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What does remission look like?


Thu, February 13, 2020 8:42 PM

I've had a diagnosis of Crohn's disease since I was 17, over 20 years ago now. I've had 2 bowel resections and some brief periods of low disease activity afterward, but my disease has been steadily worsening over the past 10 years, so much so that I don't even remember what remission might look like. Have you achieved clinical remission? For how long? What does that look like for you? Are you completely symptom free or just have reduced symptoms? I'm starting some new treatment soon and am trying to get hopeful about the possibility of feeling better.

FPO r3bags
Joined Dec 9, 2008

Thu, August 20, 2020 12:18 PM

Reply posted for r3bags.

I have been in remission for about 5 years. My life looks very diffrent then it did 6 years ago, I have delt with crohn's disease for 14 years and I will never forget how poor my quality of life was. Now I have normal bowl movements, no flares, higher energy, and i'm able to live a full life. something i thought i'd never be able to do after my resection surgery. I am currently on no medications and i acheived this by making food swaps to my diet and consuming certain herbs. Remisson is a marathon not a simple race.It does take time with the proper diet and herbs. I recently made a youtube video on the food swaps i made that helped me control my symtoms. I don't know if this could help you, but I want to share just incase it does. https://www.youtube.com/watch?v=_MWksa0kM4o&t=88s

FPO Diamondmercedes
Joined Aug 20, 2020

Sun, July 19, 2020 1:01 PM

Reply posted for r3bags.

For me, remission has been a complicated state. I've had to mix traditional and natural medicine and diet, and still experience mild symptoms. There are clearly huge advantages to life in remission. The biggest differences for me were time and energy. It felt like I had more hours in a day than I knew what to do with and I began exercising a lot just because I could. Professionally things just felt easier with all that energy. But remission is not cured. In some places paying for your medication presents new difficulties. Living in remission also means potentially falling back to uncontrolled flare ups. And it may mean having to work through issues you couldn't worry about during active periods of your disease. I think in short, remission is being able to live in a bigger world than coping with an active disease. What you'll find in that world is ultimately a personal experience. But to me freedom from my worst Crohn's symptoms was a lot like being released from a prison: not without difficulties but very much better.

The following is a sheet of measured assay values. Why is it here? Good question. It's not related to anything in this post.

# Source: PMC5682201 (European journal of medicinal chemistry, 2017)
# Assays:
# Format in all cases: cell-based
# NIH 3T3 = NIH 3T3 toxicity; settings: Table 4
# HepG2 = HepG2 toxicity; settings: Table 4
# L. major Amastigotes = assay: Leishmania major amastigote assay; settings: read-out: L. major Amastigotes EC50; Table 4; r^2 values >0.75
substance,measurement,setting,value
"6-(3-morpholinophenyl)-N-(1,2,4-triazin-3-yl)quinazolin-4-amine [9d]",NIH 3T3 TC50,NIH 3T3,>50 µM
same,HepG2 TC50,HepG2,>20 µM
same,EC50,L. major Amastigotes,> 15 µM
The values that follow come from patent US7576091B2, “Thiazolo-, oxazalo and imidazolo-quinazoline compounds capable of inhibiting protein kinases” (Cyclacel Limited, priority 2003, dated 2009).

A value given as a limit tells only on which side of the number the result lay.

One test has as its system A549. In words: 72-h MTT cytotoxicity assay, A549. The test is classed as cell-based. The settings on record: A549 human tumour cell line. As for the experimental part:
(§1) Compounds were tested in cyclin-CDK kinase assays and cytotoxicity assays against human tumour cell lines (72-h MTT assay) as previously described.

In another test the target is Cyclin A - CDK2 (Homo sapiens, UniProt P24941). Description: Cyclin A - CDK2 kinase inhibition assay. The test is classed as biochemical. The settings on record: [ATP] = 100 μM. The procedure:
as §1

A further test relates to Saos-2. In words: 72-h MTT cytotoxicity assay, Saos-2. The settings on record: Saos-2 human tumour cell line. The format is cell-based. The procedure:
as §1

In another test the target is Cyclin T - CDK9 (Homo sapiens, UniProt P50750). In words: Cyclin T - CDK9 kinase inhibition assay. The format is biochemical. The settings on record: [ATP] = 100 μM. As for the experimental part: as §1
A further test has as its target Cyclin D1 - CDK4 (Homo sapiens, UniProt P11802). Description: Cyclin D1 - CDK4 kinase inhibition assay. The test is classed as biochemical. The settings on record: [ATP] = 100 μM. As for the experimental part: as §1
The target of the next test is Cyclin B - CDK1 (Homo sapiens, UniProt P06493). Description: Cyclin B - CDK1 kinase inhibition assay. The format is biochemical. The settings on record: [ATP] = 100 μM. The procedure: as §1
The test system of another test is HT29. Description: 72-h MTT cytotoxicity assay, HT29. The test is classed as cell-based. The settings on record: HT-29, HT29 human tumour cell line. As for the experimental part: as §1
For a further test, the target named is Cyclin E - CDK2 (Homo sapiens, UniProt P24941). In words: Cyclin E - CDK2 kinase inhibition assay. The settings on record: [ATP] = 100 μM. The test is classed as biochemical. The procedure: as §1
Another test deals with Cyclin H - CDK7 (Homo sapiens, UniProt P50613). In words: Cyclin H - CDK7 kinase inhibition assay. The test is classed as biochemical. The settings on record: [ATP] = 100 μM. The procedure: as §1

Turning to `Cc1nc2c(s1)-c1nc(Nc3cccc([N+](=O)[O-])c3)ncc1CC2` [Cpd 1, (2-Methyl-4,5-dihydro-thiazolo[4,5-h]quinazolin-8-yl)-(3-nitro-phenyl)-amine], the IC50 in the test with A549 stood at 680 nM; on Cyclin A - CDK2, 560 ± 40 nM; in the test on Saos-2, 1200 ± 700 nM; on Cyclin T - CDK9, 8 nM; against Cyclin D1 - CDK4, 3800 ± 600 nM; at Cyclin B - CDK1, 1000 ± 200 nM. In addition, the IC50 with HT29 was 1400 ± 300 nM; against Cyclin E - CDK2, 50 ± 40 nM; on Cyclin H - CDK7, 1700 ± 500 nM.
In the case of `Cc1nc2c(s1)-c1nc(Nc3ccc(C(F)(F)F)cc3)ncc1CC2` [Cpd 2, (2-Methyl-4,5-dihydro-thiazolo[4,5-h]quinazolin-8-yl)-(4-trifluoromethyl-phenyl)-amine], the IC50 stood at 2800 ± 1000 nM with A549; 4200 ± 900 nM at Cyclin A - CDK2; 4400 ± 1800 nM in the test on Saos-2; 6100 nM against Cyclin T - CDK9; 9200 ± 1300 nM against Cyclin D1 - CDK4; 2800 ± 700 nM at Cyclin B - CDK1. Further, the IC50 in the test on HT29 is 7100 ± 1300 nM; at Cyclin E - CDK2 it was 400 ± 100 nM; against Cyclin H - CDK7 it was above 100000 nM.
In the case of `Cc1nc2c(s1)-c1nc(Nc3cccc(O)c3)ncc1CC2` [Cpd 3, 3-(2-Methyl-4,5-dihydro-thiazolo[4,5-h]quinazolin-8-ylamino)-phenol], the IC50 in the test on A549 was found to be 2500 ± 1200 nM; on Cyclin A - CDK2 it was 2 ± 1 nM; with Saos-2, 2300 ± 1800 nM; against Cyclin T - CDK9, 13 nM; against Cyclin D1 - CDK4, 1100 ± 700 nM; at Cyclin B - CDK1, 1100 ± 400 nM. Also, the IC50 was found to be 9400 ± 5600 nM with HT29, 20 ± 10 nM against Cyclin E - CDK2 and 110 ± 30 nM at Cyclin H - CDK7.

FPO Schl0488
Joined Jun 4, 2020

Sun, April 12, 2020 12:20 AM

Reply posted for r3bags.

My experieneces with remission have been mixed.

I was diagnosed with Crohn's disease in 2010.  I took remicade for a year and was able to eventually switch off of biolics with the help from a Natruopath I was seeing. During that time I switched to a specific carbohydrate diet which helps reduce a lot of the inflimmation. 

I've done a number of alternative therapies over the years which have also helped me understand the psychology and beliefs surrounding my disease.  Finding emotional acceptence is probably the hardest part for me. I still have a lot of shame and self blame about my limitations. Even though I can function okay in the world, I usually feel like I'm living with a disability that makes me feel like a senior citizen rather than a 32 year old. It's hard to know if I'll be healthy enough to be employed for a long period of time. 

I'm still financially dependent on my parents, which also creates guilt and shame that I have to work through to accept.

Right now I am making okay progress to start a career as a software developer, since it is one of the few jobs I think I can reliably do when I feel sick.   

Finding good chemistry for sex and romance has not been very attainable for me. It's difficult to project confidence and all the related emotions when my body is doing all these things out of my control.

Sometimes I dream about moving to a retreat center and having a more relaxing life where I don't have to worry about medical bills or my job when my body falls apart. 

Other times I think about buying a tiny home and moving to a smaller town where I would not have to worry about the high cost of living in Seattle. 

My biggest fear is not being able to afford my health care costs and rent, food, etc So I have been trying to think constructively about ways to improve my confidence and mental outlook so that I feel that I can live a good life even if I'm never relly healthy enough to work a full-time job.


FPO lucasb
Joined Apr 11, 2020

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